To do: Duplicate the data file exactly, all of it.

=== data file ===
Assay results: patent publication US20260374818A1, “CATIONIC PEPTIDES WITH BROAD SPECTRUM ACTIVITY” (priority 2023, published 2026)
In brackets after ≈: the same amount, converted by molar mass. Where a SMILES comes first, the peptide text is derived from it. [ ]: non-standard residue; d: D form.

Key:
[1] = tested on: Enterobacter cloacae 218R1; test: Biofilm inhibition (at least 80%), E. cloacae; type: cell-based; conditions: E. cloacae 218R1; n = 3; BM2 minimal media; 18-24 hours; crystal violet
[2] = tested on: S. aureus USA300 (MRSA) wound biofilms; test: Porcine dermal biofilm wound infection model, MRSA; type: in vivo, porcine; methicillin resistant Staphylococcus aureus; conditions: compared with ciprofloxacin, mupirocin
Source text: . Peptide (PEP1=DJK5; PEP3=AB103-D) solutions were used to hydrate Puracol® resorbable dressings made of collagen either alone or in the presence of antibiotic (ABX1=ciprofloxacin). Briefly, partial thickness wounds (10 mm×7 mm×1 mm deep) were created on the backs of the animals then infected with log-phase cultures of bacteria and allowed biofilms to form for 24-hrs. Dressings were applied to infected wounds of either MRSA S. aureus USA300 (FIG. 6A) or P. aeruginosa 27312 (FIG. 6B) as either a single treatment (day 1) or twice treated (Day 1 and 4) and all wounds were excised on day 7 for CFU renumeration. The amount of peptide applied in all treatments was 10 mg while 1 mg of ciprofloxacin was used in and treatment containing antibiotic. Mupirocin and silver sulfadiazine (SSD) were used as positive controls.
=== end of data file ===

Assay results: patent publication US20260374818A1, “CATIONIC PEPTIDES WITH BROAD SPECTRUM ACTIVITY” (priority 2023, published 2026)
In brackets after ≈: the same amount, converted by molar mass. Where a SMILES comes first, the peptide text is derived from it. [ ]: non-standard residue; d: D form.

Key:
[1] = tested on: Enterobacter cloacae 218R1; test: Biofilm inhibition (at least 80%), E. cloacae; type: cell-based; conditions: E. cloacae 218R1; n = 3; BM2 minimal media; 18-24 hours; crystal violet
[2] = tested on: S. aureus USA300 (MRSA) wound biofilms; test: Porcine dermal biofilm wound infection model, MRSA; type: in vivo, porcine; methicillin resistant Staphylococcus aureus; conditions: compared with ciprofloxacin, mupirocin
Source text: . Peptide (PEP1=DJK5; PEP3=AB103-D) solutions were used to hydrate Puracol® resorbable dressings made of collagen either alone or in the presence of antibiotic (ABX1=ciprofloxacin). Briefly, partial thickness wounds (10 mm×7 mm×1 mm deep) were created on the backs of the animals then infected with log-phase cultures of bacteria and allowed biofilms to form for 24-hrs. Dressings were applied to infected wounds of either MRSA S. aureus USA300 (FIG. 6A) or P. aeruginosa 27312 (FIG. 6B) as either a single treatment (day 1) or twice treated (Day 1 and 4) and all wounds were excised on day 7 for CFU renumeration. The amount of peptide applied in all treatments was 10 mg while 1 mg of ciprofloxacin was used in and treatment containing antibiotic. Mupirocin and silver sulfadiazine (SSD) were used as positive controls.